Backyard Buddies
Little Penguin

Photo: FNPW Image Library

Little Penguin

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Australia's Little Penguin is the world's smallest penguin. 

A lightweight of just about 1kg, it is also called the Fairy Penguin. By comparison, the Emperor Penguin, the largest of the world's 18 penguin species, weighs up to 38 kg.

The Little Penguin's Latin name Eudyptula minor means 'good little diver', an accurate description of this species.

With a body shaped like a torpedo, its wings transformed into flippers, and its plumage waterproof, the Little Penguin is perfectly adapted for life at sea.

All penguins live in the Southern Hemisphere, from the South Pole to the equatorial Galapagos Islands.

Australia's own Little Penguin lives along the southern edge of mainland Australia and in Tasmania, and it also occurs in New Zealand and the Chatham Islands.

Most breeding pairs live in colonies, although some nest on their own. Most colonies are on islands, with only scattered locations left on the mainland. So you are extremely unlikely to find one in your own backyard, but you can help keep them safe if they live nearby.

Their upper parts and back are greyish blue, while their underside is white. This camouflage - something they have in common with the Great White Shark - makes them almost invisible from above as well as from below as they zoom through the water catching fish.

When they come ashore, however, the birds' dark upper plumage stands out distinctively against the sand - one of the reasons why the Little Penguins wait until dark before they return to their burrows. The penguins of Phillip Island, Victoria give visitors a nightly display during the penguin parade.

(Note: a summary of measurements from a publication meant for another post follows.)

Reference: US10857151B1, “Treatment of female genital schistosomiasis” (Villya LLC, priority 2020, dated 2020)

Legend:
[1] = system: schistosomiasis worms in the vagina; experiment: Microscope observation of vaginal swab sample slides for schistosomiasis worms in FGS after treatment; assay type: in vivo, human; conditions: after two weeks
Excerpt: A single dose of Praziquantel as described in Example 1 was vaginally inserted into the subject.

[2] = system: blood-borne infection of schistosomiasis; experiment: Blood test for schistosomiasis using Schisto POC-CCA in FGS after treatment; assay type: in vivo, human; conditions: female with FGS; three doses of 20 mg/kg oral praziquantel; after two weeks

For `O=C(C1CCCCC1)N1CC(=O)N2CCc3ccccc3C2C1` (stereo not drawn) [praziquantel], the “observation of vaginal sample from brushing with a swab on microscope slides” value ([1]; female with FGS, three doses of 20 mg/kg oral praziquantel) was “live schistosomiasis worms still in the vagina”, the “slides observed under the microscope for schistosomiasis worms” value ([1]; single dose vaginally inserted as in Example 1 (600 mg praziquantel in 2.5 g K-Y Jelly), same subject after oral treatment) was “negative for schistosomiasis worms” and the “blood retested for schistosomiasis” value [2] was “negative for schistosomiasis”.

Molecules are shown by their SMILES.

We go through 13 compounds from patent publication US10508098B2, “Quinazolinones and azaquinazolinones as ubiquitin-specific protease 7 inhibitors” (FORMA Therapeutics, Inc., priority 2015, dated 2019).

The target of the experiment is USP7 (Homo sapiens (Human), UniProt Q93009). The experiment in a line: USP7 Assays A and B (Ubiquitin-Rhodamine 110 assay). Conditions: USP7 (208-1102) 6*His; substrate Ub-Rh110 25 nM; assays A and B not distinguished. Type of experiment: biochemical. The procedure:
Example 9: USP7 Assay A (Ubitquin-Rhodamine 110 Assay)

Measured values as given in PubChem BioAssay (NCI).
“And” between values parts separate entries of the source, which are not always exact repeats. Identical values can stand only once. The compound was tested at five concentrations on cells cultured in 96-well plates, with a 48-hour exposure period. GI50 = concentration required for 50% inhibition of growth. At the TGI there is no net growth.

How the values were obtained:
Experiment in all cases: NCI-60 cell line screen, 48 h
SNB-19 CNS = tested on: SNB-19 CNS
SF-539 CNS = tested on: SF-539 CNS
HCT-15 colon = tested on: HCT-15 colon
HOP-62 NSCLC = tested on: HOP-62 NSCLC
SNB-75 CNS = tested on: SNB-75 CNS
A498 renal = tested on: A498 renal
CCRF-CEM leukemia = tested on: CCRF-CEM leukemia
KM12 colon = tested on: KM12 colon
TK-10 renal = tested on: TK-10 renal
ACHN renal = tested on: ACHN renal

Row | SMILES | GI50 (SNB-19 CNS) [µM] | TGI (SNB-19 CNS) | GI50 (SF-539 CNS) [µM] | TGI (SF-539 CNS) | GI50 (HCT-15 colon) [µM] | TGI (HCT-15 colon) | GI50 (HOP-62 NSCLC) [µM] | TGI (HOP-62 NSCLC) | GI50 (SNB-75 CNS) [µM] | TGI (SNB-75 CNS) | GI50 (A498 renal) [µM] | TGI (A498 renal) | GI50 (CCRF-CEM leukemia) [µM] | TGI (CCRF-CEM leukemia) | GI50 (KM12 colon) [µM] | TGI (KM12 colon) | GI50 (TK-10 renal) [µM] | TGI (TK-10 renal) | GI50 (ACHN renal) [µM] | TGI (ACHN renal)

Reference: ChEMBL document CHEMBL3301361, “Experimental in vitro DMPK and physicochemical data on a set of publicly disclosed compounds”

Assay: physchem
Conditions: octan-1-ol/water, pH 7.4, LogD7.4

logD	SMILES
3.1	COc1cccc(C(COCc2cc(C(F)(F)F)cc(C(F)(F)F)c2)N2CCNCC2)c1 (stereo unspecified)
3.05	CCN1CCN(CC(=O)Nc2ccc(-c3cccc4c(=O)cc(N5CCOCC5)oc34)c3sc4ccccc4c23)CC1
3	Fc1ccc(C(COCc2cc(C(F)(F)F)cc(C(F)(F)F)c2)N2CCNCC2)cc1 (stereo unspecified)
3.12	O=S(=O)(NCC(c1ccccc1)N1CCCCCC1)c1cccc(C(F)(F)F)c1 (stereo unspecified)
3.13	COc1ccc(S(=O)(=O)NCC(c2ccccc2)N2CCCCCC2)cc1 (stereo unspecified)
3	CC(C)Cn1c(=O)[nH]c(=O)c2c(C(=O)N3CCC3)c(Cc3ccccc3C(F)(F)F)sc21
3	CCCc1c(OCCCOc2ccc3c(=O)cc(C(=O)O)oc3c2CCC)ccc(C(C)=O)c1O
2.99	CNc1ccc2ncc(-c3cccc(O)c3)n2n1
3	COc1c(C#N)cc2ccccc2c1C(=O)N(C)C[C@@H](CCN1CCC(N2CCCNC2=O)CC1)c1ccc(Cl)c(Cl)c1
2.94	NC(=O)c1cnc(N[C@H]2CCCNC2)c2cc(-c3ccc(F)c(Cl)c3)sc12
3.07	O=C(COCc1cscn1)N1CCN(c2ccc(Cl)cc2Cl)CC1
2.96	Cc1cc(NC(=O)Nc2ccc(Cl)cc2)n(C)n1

Being somewhat clumsy and poorly camouflaged on land is not the only safety hazard in a Little Penguin's life. Their natural predators are leopard seals, sea lions, orcas and sea eagles who take the occasional penguin at sea. What can really spell trouble for the breeding colonies though is a human neighbourhood with its noise, disturbance, development, weeds overgrowing their burrows, dogs and foxes. In the water oil spills, damage to sea grass beds, plastic and other debris can become a hazard.

Little Penguins love:


But they don't like:

If you live near Little Penguins there's a lot you can do to be a buddy:

A few more Little Penguin facts

Adopy This Buddy

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Photo: OEH